The Harker School is a member of Common Ground, a coalition of Bay Area schools working together to provide parent education to their communities. The coalition provides opportunities for parents to learn from experts in the fields of education and parenting, to share ideas with other parents, and to support each other’s efforts to enrich our school communities. Shawn Achor spoke to Common Ground audiences in November at three Bay Area schools, Hillbrook, Nueva School and School of the Sacred Heart-Atherton. This report was provided courtesy of the Common Ground Speaker Series.
Shawn Achor, a leading expert on human potential, spoke at three standing-room-only events for the Common Ground Speaker Series in November 2010. Achor, author of “The Happiness Advantage: The Seven Principles of Positive Psychology That Fuel Success and Performance at Work,” spent more than a decade at Harvard University where he won numerous distinguished teaching awards. He first captured international acclaim for helping design and teach Harvard’s legendary psychology course on the science of happiness. Achor now directs Good Think, Inc., a consulting firm that utilizes the latest research to help organizations capitalize on “the happiness advantage.” More information about Achor may be found at www.shawnachor.com.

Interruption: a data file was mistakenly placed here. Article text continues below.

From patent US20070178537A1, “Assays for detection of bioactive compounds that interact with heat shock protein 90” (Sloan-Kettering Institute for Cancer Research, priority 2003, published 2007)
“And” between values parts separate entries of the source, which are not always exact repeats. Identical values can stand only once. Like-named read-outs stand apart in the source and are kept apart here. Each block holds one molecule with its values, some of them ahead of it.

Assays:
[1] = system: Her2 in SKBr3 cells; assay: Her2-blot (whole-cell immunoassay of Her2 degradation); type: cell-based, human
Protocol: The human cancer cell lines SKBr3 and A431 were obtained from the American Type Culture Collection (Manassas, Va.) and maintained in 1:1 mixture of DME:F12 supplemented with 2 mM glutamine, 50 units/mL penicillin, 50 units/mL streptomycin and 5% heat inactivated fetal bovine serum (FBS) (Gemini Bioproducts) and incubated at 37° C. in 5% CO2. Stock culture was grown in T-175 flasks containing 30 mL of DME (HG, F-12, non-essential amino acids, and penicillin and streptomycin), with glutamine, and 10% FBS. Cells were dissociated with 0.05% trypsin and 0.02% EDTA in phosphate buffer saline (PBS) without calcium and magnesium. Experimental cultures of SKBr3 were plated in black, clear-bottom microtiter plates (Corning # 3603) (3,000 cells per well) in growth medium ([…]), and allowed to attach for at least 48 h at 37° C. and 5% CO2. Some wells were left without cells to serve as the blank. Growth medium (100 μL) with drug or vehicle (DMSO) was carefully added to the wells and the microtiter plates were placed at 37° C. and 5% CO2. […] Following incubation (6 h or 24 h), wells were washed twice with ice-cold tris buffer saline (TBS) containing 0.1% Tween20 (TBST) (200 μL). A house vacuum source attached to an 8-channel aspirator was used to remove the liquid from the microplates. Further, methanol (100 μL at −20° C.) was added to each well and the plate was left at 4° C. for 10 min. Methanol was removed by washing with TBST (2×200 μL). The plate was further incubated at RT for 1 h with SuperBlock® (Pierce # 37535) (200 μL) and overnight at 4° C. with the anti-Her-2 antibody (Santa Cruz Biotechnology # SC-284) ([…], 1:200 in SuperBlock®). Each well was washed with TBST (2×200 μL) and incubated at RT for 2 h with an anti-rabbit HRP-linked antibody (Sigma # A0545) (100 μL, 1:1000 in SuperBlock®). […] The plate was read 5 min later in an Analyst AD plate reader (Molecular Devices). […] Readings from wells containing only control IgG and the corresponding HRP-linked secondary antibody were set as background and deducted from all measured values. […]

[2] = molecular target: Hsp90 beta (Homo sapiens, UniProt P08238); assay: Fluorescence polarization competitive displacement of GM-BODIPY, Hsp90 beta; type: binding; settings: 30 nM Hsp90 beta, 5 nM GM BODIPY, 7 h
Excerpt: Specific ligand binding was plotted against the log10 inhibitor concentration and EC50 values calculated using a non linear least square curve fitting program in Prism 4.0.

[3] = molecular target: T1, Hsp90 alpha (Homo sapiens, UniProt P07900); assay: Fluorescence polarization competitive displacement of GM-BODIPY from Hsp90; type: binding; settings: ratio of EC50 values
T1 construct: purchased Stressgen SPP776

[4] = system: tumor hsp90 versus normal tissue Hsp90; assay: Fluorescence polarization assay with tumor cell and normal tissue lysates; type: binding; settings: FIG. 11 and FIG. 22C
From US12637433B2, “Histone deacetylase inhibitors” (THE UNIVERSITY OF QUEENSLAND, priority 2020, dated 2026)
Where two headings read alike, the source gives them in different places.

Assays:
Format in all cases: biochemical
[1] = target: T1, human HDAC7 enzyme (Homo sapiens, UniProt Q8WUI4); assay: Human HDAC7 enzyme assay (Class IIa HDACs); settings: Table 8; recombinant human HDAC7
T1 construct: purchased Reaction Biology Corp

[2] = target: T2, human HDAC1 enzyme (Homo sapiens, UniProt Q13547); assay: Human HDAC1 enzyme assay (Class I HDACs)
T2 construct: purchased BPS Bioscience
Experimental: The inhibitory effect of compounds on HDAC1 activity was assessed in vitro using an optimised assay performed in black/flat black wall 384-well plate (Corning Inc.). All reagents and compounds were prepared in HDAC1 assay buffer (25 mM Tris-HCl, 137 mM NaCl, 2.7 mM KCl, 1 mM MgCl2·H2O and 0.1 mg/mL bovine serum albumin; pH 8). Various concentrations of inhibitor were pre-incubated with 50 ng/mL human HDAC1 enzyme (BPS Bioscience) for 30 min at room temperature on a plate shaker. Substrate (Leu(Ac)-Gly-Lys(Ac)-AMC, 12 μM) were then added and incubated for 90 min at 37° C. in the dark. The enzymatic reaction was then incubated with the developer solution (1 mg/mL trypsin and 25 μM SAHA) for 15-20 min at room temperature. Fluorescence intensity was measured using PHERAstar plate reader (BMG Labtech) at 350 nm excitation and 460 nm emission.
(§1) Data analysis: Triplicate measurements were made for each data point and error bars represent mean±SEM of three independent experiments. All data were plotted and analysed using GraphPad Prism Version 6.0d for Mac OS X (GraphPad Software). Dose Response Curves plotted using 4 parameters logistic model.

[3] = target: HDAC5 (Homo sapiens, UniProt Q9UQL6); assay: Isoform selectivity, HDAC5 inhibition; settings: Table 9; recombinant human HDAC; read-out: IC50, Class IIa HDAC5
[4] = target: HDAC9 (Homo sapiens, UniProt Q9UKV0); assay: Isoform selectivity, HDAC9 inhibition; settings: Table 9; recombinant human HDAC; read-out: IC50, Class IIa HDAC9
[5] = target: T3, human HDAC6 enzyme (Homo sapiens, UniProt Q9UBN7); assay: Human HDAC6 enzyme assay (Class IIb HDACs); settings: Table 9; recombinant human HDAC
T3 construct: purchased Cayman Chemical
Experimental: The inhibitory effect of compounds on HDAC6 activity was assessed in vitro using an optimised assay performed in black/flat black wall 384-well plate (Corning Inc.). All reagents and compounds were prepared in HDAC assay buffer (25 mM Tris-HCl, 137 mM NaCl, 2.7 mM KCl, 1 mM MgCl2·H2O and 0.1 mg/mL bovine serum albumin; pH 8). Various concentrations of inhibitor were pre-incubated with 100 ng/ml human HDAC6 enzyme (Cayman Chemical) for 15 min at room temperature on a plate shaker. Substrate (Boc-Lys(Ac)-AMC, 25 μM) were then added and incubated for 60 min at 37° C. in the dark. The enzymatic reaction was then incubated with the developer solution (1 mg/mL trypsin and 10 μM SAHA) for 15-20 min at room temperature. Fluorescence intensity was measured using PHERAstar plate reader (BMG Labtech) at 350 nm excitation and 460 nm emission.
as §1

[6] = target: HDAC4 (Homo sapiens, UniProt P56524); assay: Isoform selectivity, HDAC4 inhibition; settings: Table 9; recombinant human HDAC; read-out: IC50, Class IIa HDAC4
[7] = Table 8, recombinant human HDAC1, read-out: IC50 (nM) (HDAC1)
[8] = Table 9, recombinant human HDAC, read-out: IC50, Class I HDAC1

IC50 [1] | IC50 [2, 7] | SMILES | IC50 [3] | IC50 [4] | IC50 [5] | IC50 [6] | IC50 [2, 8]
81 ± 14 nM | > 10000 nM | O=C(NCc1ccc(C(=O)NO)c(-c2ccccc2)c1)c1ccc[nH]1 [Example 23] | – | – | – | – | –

On rethinking happiness and success: Most of us were taught a broken formula as children. We were told that if we worked hard enough and willingly postponed happiness, then one day our sacrifices would pay off and we would be successful enough to finally experience happiness. But recent discoveries in the field of positive psychology and neuroscience indicate that this formula is actually backward – happiness fuels success, not the other way around. When we are positive, our brains become more engaged, creative and productive.